The tourism sector needs a sustainable path
For the first time since the onset of the war in Syria, there is finally positive news coming from Lebanon’s hospitality sector.
The election of a president and the formation of a government in late 2016, and the lack of major security incidents in Greater Beirut since the second half of 2015, have given Lebanon the stability it needs to be seen as a safe destination once again.
This has had an almost immediate impact on the hospitality sector. Instead of lamenting dwindling tourist numbers and empty hotel rooms, the five star hoteliers interviewed by Executive were only too happy to talk about increased revenues and high occupancy rates (see article page 30). This trend is expected to continue through summer 2017, despite the recent crisis in relations between Qatar and the other GCC countries.
The tourism sector sorely needs a good season. If expectations hold up and summer 2017 is a success, the industry will breathe a collective sigh of relief.
However, the experience of the last five years should not be forgotten in the excitement over one good season. We have seen already what an over-reliance on one segment of the tourism market can do.
Lebanon previously built its tourism strategy on the conventional luxury model, catering mainly to Gulf nationals with a preference for high-end dining and clubbing, executive suites and shopping sprees. When that market began to dry up in 2012, it dragged the Lebanese tourism industry with it.
It took almost three years for the Lebanese hospitality sector to get over the shock of losing this luxury tourism market. Slowly but surely, the industry pulled itself to its feet, dusted itself off, and started assessing ways to revive the sector.
As a tourist destination, Lebanon has much to offer beyond wining and dining in the capital. With the absence of Gulf nationals, the main consumers of this luxury tourism, alternative options were scrutinized and developed at a national level.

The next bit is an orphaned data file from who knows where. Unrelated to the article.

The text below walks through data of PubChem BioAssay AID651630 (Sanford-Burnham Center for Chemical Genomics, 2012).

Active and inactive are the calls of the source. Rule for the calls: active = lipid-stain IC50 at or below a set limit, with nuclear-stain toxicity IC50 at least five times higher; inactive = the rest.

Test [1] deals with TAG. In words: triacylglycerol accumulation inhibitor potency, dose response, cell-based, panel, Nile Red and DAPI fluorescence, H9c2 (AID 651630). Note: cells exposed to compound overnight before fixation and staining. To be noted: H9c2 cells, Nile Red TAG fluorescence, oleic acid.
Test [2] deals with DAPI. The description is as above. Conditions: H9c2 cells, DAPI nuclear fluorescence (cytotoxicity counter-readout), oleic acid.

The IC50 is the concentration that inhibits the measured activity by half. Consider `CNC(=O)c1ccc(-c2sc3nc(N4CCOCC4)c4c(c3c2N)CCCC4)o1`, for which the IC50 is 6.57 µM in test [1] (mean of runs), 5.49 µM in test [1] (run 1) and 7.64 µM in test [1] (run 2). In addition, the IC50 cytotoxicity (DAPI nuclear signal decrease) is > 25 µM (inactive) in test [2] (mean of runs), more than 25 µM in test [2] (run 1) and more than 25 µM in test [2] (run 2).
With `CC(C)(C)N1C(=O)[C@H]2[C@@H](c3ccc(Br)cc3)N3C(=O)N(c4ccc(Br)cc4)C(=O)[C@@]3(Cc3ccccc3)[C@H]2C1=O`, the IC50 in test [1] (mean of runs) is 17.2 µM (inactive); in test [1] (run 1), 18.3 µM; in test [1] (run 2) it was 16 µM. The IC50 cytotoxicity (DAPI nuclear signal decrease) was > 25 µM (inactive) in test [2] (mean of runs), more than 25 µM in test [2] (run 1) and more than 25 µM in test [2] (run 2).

Aided by social media accounts such as Live Love Lebanon, and propelled largely by the local market, rural tourism flourished, and staycations in guesthouses became more popular (see article page 50). In 2015, the Ministry of Tourism adopted a national rural tourism strategy in partnership with USAID.
Religious and cultural tourism have also been further developed, beginning with the placement of our Lady of Mantra on the International Religious Tourism Map. In May 2017, a $328,000 grant from the Italian Cooperation Office helped to further promote religious tourism through the creation of a coffee table book that maps out of all the religious tourism sites in Lebanon (see article page 40).
These are solid initiatives with the potential to diversify Lebanese tourism and attract new markets. It would be a shame to let them languish in the summer heat simply because we have not learnt our lesson from the past five years.
We should keep these initiatives in mind and continue to work on strategies to develop them, while welcoming what the upcoming season will bring in terms of conventional tourism. Only by working continuously to diversify Lebanon’s tourism portfolio can we hope to achieve a sustainable and economically profitable hospitality sector — one which can withstand whatever is thrown its way.